In your reset and derivative pseudo code, you left out the sampling time. When these calculations are converted from continuous time to discrete (sampled) form, the sampling time appears explicitly when you have an integration or derivative step. Also, your derivative term has to use not the previous error, but the difference between the previous error and the current error. I think you need to fix this posting. And the error could be SP-PV, or PV-SP depending on the direction of action of the controller.
Scott , United States, 05/20/13 11:41 AM:

Anonymous, you’re right! The pseudo code for the derivative component should have been “Output := K * Error + Reset + ((PreError – Error) * K/tau_d));” I regret the typo. Leaving out the sampling time and the controller direction were, however, a little more intentional. I also didn’t cover some other things like scaling the PV and Output to engineering units, anti-reset windup, etc. I was trying to break the equation down into simple terms and using the code as illustration. But, again you are right and I should have at least mentioned the assumption that I made, that the code would execute only once each second. Thanks for input.
Chandan , MD, United States, 05/29/13 03:28 PM:

K*tau_d should be instead of K/tau_d ???
M , United States, 06/05/13 05:08 PM:

You have demistified Jack, because the maths of a controller are irrelevant if you cannot connect it to a plant model, IOW, you have to come up with the COMPLETE TRANSFER FUNCTION, which is not easy to find, and from there you MAY come up with the right settings.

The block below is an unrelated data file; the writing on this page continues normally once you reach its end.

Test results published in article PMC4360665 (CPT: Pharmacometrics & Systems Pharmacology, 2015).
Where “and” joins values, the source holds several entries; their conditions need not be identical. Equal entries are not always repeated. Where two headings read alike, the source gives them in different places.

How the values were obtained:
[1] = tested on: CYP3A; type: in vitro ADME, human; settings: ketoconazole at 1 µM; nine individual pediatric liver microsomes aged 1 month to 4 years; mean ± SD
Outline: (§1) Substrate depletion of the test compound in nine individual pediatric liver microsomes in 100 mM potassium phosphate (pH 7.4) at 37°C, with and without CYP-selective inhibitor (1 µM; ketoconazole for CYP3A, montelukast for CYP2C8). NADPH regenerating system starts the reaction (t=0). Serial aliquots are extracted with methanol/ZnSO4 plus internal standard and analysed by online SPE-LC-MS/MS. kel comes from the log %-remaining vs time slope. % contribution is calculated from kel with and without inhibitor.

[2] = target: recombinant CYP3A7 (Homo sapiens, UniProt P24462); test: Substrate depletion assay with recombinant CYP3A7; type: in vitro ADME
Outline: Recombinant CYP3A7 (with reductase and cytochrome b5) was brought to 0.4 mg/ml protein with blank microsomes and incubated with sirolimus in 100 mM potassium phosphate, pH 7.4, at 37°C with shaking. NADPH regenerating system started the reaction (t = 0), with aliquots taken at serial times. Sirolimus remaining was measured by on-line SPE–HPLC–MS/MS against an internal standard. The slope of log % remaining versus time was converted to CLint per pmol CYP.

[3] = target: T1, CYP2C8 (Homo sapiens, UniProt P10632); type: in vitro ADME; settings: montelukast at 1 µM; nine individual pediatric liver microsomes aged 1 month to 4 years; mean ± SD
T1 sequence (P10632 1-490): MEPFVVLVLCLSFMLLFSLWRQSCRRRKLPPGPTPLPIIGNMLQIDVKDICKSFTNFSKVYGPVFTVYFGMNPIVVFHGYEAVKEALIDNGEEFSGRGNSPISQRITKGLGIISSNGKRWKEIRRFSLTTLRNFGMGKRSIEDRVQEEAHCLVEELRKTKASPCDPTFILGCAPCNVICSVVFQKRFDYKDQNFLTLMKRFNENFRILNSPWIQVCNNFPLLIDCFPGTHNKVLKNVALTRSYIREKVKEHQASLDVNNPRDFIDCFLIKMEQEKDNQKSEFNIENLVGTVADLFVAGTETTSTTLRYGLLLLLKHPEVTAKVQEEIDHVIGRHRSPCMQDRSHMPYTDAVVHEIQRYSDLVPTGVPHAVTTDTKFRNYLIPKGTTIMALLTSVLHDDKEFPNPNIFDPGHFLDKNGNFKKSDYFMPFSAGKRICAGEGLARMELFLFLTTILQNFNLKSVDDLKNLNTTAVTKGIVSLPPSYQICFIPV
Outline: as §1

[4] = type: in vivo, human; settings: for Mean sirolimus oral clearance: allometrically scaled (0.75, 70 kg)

NEIL , Non-US/Not Applicable, United Kingdom, 06/06/13 09:36 AM:

Very helpful content and will use to explain to some apprentices. Thanks
Anonymous , 06/07/13 07:35 AM:

Anonymous back again - I still don't think you have the derivative right. I believe it should be Output := K * Error + Reset + (K*Tau_D*(Error – PreError)/DeltaT). The Tau_D multiplies, rather than divides. And the de/dt derivative term converts in the simplest difference equation form to just (Error-PreError)/(DeltaT) where DeltaT is the sampling time for the calculation. Chandan's comment was correct on handling Tau_D. And a final point - you also left out the Bias term, which is the Output when the Error and integrated error terms are 0. It is usually computed when the PID is initialized on transition from Man to Auto.
M , United States, 06/10/13 06:31 PM:

These equations are only good if you know the transfer function of the process itself, which is not easy to establish. Then, it can be synthesized and a "best response", if it exists, found.